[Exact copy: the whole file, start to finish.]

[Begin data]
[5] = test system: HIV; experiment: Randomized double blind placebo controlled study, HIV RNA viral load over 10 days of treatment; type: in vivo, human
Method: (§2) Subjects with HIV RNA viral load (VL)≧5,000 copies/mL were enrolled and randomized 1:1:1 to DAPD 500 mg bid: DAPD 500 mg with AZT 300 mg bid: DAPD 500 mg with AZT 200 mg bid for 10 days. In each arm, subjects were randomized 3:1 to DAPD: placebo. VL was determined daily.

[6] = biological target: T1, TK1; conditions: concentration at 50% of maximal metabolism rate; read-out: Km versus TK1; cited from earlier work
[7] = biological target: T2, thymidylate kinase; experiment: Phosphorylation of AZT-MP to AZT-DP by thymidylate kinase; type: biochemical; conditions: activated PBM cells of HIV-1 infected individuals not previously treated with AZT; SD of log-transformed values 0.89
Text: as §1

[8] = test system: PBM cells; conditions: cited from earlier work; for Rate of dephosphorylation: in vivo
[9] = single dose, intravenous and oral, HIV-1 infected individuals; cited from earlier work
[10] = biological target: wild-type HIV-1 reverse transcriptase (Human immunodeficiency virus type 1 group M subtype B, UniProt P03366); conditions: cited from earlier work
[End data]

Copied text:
[5] = test system: HIV; experiment: Randomized double blind placebo controlled study, HIV RNA viral load over 10 days of treatment; type: in vivo, human
Method: (§2) Subjects with HIV RNA viral load (VL)≧5,000 copies/mL were enrolled and randomized 1:1:1 to DAPD 500 mg bid: DAPD 500 mg with AZT 300 mg bid: DAPD 500 mg with AZT 200 mg bid for 10 days. In each arm, subjects were randomized 3:1 to DAPD: placebo. VL was determined daily.

[6] = biological target: T1, TK1; conditions: concentration at 50% of maximal metabolism rate; read-out: Km versus TK1; cited from earlier work
[7] = biological target: T2, thymidylate kinase; experiment: Phosphorylation of AZT-MP to AZT-DP by thymidylate kinase; type: biochemical; conditions: activated PBM cells of HIV-1 infected individuals not previously treated with AZT; SD of log-transformed values 0.89
Text: as §1

[8] = test system: PBM cells; conditions: cited from earlier work; for Rate of dephosphorylation: in vivo
[9] = single dose, intravenous and oral, HIV-1 infected individuals; cited from earlier work
[10] = biological target: wild-type HIV-1 reverse transcriptase (Human immunodeficiency virus type 1 group M subtype B, UniProt P03366); conditions: cited from earlier work